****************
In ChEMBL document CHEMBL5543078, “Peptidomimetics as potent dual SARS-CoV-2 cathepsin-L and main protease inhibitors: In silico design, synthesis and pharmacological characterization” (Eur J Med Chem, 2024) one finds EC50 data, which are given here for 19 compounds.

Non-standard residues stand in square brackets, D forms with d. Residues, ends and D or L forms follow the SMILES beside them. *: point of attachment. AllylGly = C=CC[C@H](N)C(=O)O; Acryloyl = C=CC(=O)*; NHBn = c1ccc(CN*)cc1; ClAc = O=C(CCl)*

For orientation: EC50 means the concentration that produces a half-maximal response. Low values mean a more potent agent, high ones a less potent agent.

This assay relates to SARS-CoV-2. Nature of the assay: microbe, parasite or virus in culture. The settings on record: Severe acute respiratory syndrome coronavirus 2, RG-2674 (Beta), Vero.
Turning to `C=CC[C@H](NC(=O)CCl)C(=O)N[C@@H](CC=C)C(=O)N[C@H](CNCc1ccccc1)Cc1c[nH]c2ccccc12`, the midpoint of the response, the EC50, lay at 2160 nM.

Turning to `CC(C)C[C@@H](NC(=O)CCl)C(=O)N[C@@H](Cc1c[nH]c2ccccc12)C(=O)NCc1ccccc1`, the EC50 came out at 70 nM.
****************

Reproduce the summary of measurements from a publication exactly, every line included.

In ChEMBL document CHEMBL5543078, “Peptidomimetics as potent dual SARS-CoV-2 cathepsin-L and main protease inhibitors: In silico design, synthesis and pharmacological characterization” (Eur J Med Chem, 2024) one finds EC50 data, which are given here for 19 compounds.

Non-standard residues stand in square brackets, D forms with d. Residues, ends and D or L forms follow the SMILES beside them. *: point of attachment. AllylGly = C=CC[C@H](N)C(=O)O; Acryloyl = C=CC(=O)*; NHBn = c1ccc(CN*)cc1; ClAc = O=C(CCl)*

For orientation: EC50 means the concentration that produces a half-maximal response. Low values mean a more potent agent, high ones a less potent agent.

This assay relates to SARS-CoV-2. Nature of the assay: microbe, parasite or virus in culture. The settings on record: Severe acute respiratory syndrome coronavirus 2, RG-2674 (Beta), Vero.
Turning to `C=CC[C@H](NC(=O)CCl)C(=O)N[C@@H](CC=C)C(=O)N[C@H](CNCc1ccccc1)Cc1c[nH]c2ccccc12`, the midpoint of the response, the EC50, lay at 2160 nM.

Turning to `CC(C)C[C@@H](NC(=O)CCl)C(=O)N[C@@H](Cc1c[nH]c2ccccc12)C(=O)NCc1ccccc1`, the EC50 came out at 70 nM.